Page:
Three Things You Need to Know About Opportunity Zone Tax Incentives with New Developments
December 6, 2019
By: Ross Boardman, Angela Brown, and Steven Gluck
While the enactment of the TCJA and its stemming tax consequences have received mixed results, many taxpayers should be pleased with the opportunities that Qualified Opportunity Zones (“QOZ”) offer. Qualified Opportunity Zones are governor designated areas in each state that have been identified as underappreciated and underutilized. Quite simply put, the governors believe with a little love from the business community and investors, these areas can serve their communities at the highest level. While some details are still emerging, Aprio is here to guide you through your Opportunity Zone Fund inquiries. There are multiple dates, thresholds and tests to keep in mind when dealing with the Qualified Opportunity Zone Funds, so we wanted to highlight a few brief details.
For starters, plan ahead when you sell any shares in the stock market, sell business interests, or sell fixed assets. You only have 180 days from date of sale or from the partnership fiscal year end to reinvest these gains. Be prepared to invest for the long haul. While many real estate professionals may be used to three to five year holding periods, it is important to hold your QOZ investment for 10 years in order to receive the full step up in basis of your investment. Pay attention to what states you invest in and whether they have conformed to the TCJA (of note, California and North Carolina have not). Most importantly, make sure your investment is a good business deal rather than just a tax savings opportunity.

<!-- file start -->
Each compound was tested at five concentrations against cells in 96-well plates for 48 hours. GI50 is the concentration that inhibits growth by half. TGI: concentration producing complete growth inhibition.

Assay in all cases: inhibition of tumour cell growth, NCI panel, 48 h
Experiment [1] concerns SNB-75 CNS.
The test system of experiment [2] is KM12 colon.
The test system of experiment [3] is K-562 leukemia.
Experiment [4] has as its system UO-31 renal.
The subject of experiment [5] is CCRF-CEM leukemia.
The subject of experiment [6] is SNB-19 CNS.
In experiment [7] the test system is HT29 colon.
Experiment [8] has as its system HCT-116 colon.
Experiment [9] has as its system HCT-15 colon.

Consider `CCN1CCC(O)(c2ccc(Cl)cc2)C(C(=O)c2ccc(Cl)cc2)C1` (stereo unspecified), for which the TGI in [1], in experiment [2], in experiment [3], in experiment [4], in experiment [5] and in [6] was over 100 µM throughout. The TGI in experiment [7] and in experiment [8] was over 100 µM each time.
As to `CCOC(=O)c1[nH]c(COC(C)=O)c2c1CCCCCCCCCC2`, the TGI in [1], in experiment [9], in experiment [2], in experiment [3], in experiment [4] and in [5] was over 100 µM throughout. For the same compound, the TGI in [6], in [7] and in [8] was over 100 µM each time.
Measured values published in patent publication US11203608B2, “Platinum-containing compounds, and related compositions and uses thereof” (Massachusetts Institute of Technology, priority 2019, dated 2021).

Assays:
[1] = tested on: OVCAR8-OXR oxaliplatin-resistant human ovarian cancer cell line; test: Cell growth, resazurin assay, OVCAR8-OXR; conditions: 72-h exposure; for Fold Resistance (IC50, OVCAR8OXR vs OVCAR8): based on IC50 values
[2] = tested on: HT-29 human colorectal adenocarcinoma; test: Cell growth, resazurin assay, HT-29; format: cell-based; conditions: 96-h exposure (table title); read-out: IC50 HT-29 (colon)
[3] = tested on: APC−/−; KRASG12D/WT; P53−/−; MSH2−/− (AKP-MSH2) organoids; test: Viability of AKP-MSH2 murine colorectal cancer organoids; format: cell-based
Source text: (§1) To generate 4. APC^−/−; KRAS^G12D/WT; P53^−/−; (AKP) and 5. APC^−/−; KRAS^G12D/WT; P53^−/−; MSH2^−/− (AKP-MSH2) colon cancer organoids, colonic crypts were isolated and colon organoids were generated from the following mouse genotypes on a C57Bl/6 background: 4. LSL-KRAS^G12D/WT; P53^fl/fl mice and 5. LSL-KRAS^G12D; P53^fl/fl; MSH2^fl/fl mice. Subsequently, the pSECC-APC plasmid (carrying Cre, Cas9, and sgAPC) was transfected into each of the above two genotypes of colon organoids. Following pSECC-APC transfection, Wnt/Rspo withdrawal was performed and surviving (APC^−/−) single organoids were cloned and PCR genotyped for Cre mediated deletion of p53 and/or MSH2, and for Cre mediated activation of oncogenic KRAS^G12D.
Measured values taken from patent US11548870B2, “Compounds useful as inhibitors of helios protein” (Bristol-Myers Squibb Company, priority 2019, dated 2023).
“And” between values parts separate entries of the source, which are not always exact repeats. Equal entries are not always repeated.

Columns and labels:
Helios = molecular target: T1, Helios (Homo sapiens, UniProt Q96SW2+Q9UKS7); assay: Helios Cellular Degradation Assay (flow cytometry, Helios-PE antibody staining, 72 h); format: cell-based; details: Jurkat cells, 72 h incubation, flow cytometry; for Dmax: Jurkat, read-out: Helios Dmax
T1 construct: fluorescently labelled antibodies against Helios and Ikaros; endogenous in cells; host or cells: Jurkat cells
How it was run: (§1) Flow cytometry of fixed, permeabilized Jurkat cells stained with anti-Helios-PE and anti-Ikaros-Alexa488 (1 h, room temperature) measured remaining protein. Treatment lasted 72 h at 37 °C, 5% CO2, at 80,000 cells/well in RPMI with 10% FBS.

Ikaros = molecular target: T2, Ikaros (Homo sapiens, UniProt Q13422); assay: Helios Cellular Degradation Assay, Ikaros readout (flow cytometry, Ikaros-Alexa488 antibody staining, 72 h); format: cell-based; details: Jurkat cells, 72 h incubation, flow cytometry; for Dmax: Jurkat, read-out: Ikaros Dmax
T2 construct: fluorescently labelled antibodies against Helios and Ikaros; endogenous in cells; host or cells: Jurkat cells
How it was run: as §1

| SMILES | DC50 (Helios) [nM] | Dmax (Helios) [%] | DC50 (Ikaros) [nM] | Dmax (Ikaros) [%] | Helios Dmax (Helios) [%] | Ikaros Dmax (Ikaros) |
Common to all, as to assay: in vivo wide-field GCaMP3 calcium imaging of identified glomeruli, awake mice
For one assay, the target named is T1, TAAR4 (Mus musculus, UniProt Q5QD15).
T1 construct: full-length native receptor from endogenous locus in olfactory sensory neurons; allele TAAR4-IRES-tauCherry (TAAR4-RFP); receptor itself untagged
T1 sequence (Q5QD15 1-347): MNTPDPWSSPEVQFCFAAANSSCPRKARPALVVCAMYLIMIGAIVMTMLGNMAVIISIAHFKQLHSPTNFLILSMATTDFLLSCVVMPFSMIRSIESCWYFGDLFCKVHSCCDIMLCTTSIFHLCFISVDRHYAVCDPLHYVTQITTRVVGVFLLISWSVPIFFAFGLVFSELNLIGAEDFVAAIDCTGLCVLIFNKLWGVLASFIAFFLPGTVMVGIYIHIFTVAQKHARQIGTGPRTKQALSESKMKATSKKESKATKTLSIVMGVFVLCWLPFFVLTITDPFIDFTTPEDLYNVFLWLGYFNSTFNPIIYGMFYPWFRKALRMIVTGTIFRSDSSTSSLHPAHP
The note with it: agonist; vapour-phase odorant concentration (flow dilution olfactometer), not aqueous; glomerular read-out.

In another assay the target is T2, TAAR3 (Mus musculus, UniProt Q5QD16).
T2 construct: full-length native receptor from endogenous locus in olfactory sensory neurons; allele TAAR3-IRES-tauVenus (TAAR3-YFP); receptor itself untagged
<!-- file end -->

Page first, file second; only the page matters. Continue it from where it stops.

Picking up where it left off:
These tidbits only scratch the surface of the intricacies with investing in and forming Qualified Opportunity Zone Funds. However, we hope that Aprio can help you in taking advantage of this tax saving opportunity.
Here is a link to the webinar to learn more: https://info.aprio.com/qualified-opportunity-zones-webinar-download
New Developments after Webinar Issued:
Recently Qualified Opportunity Zones have made headlines, in that they may not be as helpful to the less fortunate as previously promised. Senator Wyden (D-Ore.) introduced legislation to reform the Qualified Opportunity Zones. If passed, this bill would require annual public information reporting from Opportunity Funds and annual statements to the IRS from fund investors. It would also disallow certain investments from the benefits of a Quality Opportunity Zone such as stadiums, self-storage and luxury apartments. In addition, zones that are not low-income or impoverished would be eliminated and give states the option to replace these zones with others.
There are currently two proposed regulations for Qualified Opportunity Zones, released October 2018 and April 2019. These two proposed regulations are expected to be combined into one final regulations package before 2019 year-end. Additionally, the draft Form 8996 for Qualified Opportunity Funds (QOFs) has been released.